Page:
(My father was an immigrant to whom the American Dream was more than a cliche. It was a beacon that brought his family here dirt poor, driven by nightmare memories from Eastern Europe that he later shared with me. It was why going off to war in 1917 for the country he loved was easy for him. It is why this annual remembrance appears once again on another Memorial Day.) Harry Izenberg (Courtesy Jerry Izenberg) The picture is older than the Great Depression by more than a decade and older than the day that Hollywood first put a voice to its motion pictures. Time has turned what once was its clearly defined black-and-white composition to a soft sepia setting that lends a kind of ironic warmth to a photo taken during the grimmest of man's ventures. He is standing in front of a fortress-like wall in what the war correspondents of that day referred to as "somewhere in France." To a set of eyes riveted in a new millennium, the uniform he wears appears to be on leave from another world. … [Read more...] about Remembering my greatest hero (my father) on Memorial Day
Things my father said
Last night, my son asked me to quiz him in preparation for a geometry test. He handed me his notebook and pointed to the shapes and definitions he needed to memorize. Then he sat back, ready and waiting. “Define a rhombus,” I said. He quickly replied, “An equilateral quadrilateral!” I looked at his notes where he had written “a parallelogram with four equal sides” in a messy scrawl and said, “Wrong!” I handed the notebook back to him and suggested he review his notes before we tried again. He took the notebook and looked at the definition and said, “Mom! That’s the same thing I just said. I’m right. I just used different words!” He then explained why they were the same and I zoned out because math (in general) and geometry (specifically) have never been my strong suits. I remember, in high school, sitting at the dining room table with my father as he tried to help me with first algebra and then … [Read more...] about Why helping my son with math reminds me of my father
I found the joy of exercise at 26 years old. Before then, the idea of running, working out, feeling exhausted and becoming increasingly sweaty was nothing I was interested in. When I finally discovered that I loved running (of all things!), I couldn’t get enough. Almost five years later, I’ve run a 5K, 10K, 10-miler and a half-marathon, and I don’t have any intention on quitting anytime soon. I have found a true passion in this form of exercise. But when I look at the accomplishments I’ve made during this time — the training, the playlists created, the effort I’ve put in — I can’t help but consider my 62-year-old retired father-in-law, Joe Knapp, and his achievements in staying fit and healthy. His exercise of choice is somewhat more unusual than running: barefoot water skiing. This year marks the 40th year of the Barefoot Nationals. He has attended every one and is president of the Minnesota Barefooters Association. With no plan to slow … [Read more...] about My father-in-law, barefoot water skier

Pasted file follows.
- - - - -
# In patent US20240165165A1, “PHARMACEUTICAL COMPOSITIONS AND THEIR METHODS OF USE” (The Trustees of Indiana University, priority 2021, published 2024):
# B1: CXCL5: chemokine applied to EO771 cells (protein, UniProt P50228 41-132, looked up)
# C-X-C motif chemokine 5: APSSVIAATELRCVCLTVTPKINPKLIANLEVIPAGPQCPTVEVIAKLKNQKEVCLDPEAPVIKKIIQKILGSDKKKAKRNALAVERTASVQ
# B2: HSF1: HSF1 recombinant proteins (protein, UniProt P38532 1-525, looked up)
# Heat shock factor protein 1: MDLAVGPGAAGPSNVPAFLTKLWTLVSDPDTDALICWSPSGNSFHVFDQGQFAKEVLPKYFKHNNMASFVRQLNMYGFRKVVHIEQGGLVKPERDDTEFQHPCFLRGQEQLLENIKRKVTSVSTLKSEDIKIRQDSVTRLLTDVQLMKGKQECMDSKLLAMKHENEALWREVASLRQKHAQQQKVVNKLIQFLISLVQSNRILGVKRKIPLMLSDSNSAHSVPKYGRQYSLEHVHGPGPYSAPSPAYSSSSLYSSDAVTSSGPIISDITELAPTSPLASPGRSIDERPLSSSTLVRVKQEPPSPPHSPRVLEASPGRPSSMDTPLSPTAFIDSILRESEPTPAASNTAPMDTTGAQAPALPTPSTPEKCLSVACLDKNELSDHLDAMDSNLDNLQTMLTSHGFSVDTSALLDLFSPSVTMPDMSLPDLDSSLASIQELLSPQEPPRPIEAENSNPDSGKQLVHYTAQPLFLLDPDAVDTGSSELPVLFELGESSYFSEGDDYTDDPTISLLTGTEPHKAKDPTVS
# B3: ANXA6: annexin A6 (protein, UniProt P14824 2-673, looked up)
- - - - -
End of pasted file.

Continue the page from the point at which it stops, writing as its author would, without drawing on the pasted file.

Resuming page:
Matt’s genial, unhurried stroll is a familiar sight to anyone in the Telegraph’s offices in London. Unbothered, swaying slightly like a skiff at anchor, thought bubbles emanating from his head – that is our front-page cartoonist’s default mode from Monday to Friday. It’s puzzling, then, to glance through the train window at Diss station in Norfolk and see a figure that looks like Matt hurrying through the car park towards the platform. Running, even. ‘That wasn’t you, was it?’ I ask him when we get into his car. (He drives a large Volvo, which is slightly at odds with what I pictured him in – a Fiat Uno, a VW Camper or a Maserati.) ‘I’ve never seen you in a hurry.’ ‘I hurry at weekends,’ he smiles. Otherwise, I’m pleased to report, to the casual observer the Suffolk Matt is the same as his weekday alter ego: jeans, jumper, slightly scruffy, hair poking up in surprise but generally … [Read more...] about Cartoonist Matt on his 30 years at the Telegraph: ‘The joke is the thing my sanity is based on’
I am sitting in a restaurant, watching my father thumb through a small silver photo album from my parents’ wedding. It’s the first time he’s seen the album in 25 years. It’s only the third or fourth time I’ve seen him in a decade. I got the album after my mother died suddently in her sleep in 2016. My father was in a Maryland prison then. Now he’d been paroled, and here I was learning about a wedding she’d rarely talked about. Like millions of Americans, I am a child of addiction. Research indicates that an annual average of 8.7 million children ages 17 or younger live with a parent addicted to drugs or alcohol. Drug deaths rose by 21 percent in 2016, the biggest annual increase ever recorded. Today’s headlines warn of the arrival of a new drug crisis, driven by a flood of opiates and alcohol. When my parents married in the late 1980s, Washington, D.C., was on the verge of a coming catastrophe: crack cocaine. Cheap, highly addictive crack … [Read more...] about Sebastian Johnson: My father’s addiction made him a stranger. Was it too late to get to know him now?